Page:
By Steve Wilson / February 24, 2016 / www.MississippiWatchdog.org
A briefing on Mississippi’s economy given by the state economist and treasurer to leaders of the legislature on Wednesday reveal a stagnant economy and a growing debt.
State economist Darrin Webb said the state’s economy grew 1 percent in 2015, which was substantially lower than the national average of 2.4 percent. He projected the state’s economy will expand by 1.9 percent in 2016 and 2.2 percent in 2017, after growing an average of between 0.7 and 0.9 percent from 2010 until now.
State treasurer Lynn Fitch said Mississippi’s bond indebtedness has increased from more than $3 billion in 2006 to a figure estimated at more than $4.3 billion this year. If the state were to stop borrowing today, Fitch said it would take 37 years for the state to pay off its debt.
That debt doesn’t include the Public Employees’ Retirement System of Mississippi, which is only 60.4 fully funded according to its most recent comprehensive report. That’s down from 61 percent the year before.
No major reforms of PERS were proposed in this year’s legislative session, despite the defined-benefit pension system carrying $16 billion in unfunded liabilities and dipping far below an 80 percent funding level, considered the benchmark for a healthy pension fund.
Webb said the state’s November revised revenue estimate was short $21 million in January, but that the state could make it up with a strong month. In fiscal 2016, the state missed its revenue estimate by $30 million and $65 million so far in the current fiscal year, 2017. The shortfall forced Gov. Phil Bryant to impose 1.5 percent budget cuts for state agencies for fiscal 2017 and take $35 million from the Rainy Day Fund.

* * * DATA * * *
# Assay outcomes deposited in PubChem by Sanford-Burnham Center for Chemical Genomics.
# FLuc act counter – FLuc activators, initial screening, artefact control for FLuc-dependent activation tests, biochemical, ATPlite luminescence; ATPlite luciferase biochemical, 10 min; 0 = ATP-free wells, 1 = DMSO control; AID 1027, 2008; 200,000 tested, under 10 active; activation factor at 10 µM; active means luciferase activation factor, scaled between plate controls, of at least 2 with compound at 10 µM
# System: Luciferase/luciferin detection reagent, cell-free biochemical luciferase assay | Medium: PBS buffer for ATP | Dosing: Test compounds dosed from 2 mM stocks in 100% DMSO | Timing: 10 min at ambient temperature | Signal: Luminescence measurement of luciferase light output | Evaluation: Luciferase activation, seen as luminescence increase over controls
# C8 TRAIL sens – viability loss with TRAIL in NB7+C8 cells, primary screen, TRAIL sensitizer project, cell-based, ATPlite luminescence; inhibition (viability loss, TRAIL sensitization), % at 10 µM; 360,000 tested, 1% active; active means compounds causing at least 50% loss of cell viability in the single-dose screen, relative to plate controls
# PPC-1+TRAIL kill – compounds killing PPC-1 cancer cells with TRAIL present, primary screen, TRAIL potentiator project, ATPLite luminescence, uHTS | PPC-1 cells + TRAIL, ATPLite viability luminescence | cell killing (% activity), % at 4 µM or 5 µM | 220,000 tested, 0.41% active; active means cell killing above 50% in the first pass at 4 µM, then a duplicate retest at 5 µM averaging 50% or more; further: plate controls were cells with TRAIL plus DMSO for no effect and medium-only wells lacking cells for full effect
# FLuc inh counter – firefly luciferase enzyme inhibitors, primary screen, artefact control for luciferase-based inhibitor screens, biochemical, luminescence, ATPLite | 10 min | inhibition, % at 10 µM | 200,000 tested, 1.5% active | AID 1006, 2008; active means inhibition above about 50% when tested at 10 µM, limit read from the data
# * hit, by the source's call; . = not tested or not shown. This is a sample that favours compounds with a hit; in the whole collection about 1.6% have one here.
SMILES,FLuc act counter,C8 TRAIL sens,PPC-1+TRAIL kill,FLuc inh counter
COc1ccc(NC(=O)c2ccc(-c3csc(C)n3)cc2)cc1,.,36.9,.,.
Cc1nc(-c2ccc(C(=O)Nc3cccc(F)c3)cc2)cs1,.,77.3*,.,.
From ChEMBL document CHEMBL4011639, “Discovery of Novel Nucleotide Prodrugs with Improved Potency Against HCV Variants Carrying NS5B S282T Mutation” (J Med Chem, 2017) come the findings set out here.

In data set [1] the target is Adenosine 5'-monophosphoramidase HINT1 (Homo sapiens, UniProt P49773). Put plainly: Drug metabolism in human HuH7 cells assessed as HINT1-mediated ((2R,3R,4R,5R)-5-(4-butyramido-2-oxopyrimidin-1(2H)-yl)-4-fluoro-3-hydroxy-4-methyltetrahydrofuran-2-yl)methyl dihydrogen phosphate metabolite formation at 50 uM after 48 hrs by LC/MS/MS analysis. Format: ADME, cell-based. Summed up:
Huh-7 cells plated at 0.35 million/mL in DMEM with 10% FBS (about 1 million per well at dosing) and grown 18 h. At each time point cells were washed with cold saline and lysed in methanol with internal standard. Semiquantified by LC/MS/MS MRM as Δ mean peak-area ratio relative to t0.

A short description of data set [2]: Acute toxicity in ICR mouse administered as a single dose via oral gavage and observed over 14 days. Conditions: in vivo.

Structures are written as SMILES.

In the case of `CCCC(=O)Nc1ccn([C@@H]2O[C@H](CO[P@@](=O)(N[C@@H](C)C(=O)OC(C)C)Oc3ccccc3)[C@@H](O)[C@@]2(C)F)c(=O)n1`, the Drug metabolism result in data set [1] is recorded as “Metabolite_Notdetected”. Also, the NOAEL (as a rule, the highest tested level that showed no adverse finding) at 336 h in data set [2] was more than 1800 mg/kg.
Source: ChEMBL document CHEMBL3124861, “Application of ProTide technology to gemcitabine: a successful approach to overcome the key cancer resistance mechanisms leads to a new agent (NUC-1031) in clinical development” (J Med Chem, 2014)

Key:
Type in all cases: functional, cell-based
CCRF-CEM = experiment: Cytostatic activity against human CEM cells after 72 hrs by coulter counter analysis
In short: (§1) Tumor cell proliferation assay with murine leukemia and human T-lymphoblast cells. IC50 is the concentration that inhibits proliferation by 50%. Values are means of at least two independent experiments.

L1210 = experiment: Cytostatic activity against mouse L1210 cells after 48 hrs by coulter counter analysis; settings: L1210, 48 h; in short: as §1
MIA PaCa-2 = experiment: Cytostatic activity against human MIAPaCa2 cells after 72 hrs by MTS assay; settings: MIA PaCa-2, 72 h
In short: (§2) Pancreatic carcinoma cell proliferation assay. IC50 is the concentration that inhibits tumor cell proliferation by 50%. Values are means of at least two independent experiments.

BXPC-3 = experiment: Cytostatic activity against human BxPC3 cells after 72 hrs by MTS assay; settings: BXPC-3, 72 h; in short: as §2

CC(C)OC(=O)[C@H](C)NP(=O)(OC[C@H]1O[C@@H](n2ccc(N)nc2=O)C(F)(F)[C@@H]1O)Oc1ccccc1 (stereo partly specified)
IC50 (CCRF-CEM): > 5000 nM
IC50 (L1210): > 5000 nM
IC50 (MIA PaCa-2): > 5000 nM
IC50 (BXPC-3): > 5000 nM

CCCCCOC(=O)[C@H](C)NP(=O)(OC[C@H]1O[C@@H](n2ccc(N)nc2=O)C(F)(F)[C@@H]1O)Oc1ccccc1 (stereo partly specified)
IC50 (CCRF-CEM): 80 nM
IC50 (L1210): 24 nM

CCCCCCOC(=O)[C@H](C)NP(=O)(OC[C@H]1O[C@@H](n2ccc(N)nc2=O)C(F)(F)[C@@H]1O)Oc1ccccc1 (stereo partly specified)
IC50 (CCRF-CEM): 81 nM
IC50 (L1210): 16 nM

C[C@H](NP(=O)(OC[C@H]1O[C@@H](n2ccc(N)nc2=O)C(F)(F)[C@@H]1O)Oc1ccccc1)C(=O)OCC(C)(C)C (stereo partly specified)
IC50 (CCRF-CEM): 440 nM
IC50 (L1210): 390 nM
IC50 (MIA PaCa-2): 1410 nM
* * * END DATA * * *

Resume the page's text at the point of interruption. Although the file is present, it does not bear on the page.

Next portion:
“I will look at it at the end of February, but I think we can make our (revised) estimate,” Webb said.
According to Webb, Mississippi is one of 13 states where job numbers have not improved since the Great Recession of 2008. The state remains 27,000 jobs short of the levels recorded in December 2007, although Mississippi added 10,075 jobs in 2015, the majority in the leisure and hospitality industries.
Of the state’s 82 counties, 33 reported job losses, 33 gained 150 jobs or fewer and 16 gained more than 150 jobs. The state’s unemployment rate is at 6.5 percent, which is 0.5 percentage points higher than the Southeast region and 1.4 percentage points higher than the national rate. Mississippi’s labor force participation rate, which measures how much of the population is employed, is 56.3 percent, second lowest in the Southeast and 6.2 percentage points lower than the national number.
Mississippi is second in the nation in the dependence-on-government index, which measures income from transfer payments and government earnings. Nearly a 40 percent share of personal income in the state comes from government.